2.08.2011

Eat Your Heart Out



Move over sweetbreads, there's a new organ meat sweetheart on the menu.


As nose-to-tail cooking becomes de rigueur in the very best kitchens, more
chefs are turning heart into enticing dishes. In the past month alone,
I've sampled tender local lamb heart, sliced thin and marinated in
juniper, red chile, bay leaf and garlic, at a Bibiana media event and puffy rounds of warm flatbread topped with veal hearts and salsa verde at Proof.


In countries the world over — like Peru where skewered heart anticuchos are a specialty — diners wouldn't bat an eye at supping on
these innards. It's an admittedly new thing for most American palates,
but chefs say diners are receptive.


"There are a lot more people who are trying new things," says Bibiana
head chef Nicholas Stefanelli, who has cooked goat, lamb and veal
hearts.


The organ meat sells well when he puts it on his Italian menu as a special. "Once
people eat it, they're surprised by it. It's not overpowering."


I'd say it's surprisingly meaty. I'd also say if you're a meat eater,
the less of an animal that goes to waste the better. "We're getting in
whole animals, and it's about being thrifty and utilizing everything
that we can," says Stefanelli.


Here's where to find chefs cooking heart around DC:


Bar Pilar: I'm a big fan of what chef Justin Bittner does with offal and extremities (like his crispy fried pig ears). He serves beef heart Peruvian-style, spiced with coriander, chili powder and garlic.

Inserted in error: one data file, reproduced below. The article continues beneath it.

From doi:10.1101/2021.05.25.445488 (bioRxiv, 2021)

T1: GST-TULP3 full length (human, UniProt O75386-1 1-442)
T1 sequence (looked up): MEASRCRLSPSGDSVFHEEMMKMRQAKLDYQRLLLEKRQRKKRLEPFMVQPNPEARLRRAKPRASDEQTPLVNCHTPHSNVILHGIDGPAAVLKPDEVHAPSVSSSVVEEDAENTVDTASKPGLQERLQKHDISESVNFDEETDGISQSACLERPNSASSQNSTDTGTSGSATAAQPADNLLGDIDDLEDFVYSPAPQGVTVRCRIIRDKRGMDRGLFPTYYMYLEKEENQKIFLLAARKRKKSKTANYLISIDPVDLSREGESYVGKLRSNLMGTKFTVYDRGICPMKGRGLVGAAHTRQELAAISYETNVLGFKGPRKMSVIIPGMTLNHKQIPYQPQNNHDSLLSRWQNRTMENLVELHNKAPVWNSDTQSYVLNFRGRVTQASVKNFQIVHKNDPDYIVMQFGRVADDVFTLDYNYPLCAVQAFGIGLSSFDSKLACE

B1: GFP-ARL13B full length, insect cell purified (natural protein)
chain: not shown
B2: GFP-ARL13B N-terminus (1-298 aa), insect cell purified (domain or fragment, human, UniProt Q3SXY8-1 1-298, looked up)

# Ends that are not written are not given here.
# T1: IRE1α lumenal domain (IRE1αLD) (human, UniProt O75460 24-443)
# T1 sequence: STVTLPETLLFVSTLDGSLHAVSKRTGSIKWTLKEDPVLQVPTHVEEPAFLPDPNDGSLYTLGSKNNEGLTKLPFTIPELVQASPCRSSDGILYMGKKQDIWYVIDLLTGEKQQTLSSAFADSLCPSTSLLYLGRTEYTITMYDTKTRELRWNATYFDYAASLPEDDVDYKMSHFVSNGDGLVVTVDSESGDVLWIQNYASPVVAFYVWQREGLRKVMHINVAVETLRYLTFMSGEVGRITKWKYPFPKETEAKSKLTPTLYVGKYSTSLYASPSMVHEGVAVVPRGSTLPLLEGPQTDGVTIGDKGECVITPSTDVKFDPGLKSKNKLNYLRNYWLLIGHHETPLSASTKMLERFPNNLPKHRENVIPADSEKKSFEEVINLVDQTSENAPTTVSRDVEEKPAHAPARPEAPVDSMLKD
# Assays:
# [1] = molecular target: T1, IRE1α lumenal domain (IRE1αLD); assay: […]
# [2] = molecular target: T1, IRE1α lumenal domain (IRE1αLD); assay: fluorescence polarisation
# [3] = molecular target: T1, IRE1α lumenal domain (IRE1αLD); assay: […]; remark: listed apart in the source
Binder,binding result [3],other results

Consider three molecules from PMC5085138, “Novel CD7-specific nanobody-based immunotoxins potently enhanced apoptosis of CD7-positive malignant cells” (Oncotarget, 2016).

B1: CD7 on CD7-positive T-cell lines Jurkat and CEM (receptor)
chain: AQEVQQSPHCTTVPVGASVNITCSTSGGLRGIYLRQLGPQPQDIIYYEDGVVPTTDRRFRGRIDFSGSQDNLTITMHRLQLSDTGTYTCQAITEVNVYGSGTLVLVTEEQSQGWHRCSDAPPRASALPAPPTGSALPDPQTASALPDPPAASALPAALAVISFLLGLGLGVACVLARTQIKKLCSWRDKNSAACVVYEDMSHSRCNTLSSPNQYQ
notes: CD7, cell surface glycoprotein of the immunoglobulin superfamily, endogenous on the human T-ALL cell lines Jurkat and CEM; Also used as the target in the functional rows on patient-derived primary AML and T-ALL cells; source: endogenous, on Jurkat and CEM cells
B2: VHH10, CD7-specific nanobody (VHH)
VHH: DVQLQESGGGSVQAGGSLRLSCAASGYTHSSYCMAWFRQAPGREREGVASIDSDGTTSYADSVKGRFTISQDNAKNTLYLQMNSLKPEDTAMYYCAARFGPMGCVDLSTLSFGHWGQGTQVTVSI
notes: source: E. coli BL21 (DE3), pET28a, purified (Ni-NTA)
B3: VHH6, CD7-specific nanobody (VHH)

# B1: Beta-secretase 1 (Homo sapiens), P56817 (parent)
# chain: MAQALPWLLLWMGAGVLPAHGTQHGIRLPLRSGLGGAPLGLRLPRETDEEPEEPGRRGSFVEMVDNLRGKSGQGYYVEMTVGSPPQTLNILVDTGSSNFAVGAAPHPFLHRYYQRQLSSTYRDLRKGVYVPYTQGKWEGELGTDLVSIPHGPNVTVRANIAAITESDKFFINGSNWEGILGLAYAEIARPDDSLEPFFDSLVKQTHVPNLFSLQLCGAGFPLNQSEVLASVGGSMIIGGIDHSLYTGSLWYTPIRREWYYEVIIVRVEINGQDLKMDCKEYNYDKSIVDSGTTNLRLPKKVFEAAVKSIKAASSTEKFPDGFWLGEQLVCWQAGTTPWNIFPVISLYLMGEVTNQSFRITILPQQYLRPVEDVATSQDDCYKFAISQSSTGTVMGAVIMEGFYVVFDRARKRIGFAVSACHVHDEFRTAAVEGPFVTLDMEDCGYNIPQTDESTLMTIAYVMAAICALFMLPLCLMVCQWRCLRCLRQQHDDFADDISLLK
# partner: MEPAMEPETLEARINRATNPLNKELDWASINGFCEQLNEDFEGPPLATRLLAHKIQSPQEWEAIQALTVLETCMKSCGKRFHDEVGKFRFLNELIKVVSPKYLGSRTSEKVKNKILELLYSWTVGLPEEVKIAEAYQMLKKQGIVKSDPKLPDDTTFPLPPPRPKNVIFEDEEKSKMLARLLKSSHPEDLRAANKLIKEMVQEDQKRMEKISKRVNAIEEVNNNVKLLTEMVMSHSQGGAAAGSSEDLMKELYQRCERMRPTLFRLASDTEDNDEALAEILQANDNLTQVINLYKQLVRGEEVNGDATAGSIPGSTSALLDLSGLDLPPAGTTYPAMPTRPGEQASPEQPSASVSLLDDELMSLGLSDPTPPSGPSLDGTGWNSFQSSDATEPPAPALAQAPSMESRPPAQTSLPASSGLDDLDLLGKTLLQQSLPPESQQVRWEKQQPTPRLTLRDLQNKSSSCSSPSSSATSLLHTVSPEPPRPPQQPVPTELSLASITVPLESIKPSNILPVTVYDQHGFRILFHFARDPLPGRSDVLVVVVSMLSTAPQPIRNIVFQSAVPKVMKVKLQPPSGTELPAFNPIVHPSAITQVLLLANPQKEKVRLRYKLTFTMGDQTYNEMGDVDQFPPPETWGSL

Bibiana: When chef Nicholas Stefanelli brings in a whole lamb from Border Springs Farm
in Virginia, he'll prepare the heart as a menu special and lets the
season dictate the dish, like a recent accompaniment of vanilla turnip
puree.


Butcher's Block:
At Robert Wiedmaier's Alexandria shop, the butchers get whole Randall
Lineback cows, and the organs including the heart are sold for $7 a
pound.  But if you want to try cooking it at home, know that the organs
sell fast.


Las Canteras: At Peru native Eddy Ancasi's Adams Morgan restaurant, you can try the traditional beef heart anticucho.


Poste: On his 20 Bites menu, chef Rob Weland has featured veal heart cooked in duck fat and served with sliced radishes.


Proof:
Chef Haidar Karoum will put heart on the menu when he has it. The
grilled veal hearts last month were served atop warm flatbread with
buttercrunch greens and salsa verde.

4 comments:

Anonymous said...

i <3 eating heart.

Amanda said...

I'm so glad you heart heart. I do too. =)

monkeyrotica said...

Su Pollo has this on the menu (Antichucos). Been meaning to give them a try, although I have a hard time passing up their charcoal roasted chicken.

Amanda said...

In Alexandria right? Thanks for the tip and glad to see you back in the (reinstated) metrocurean comments, monkey!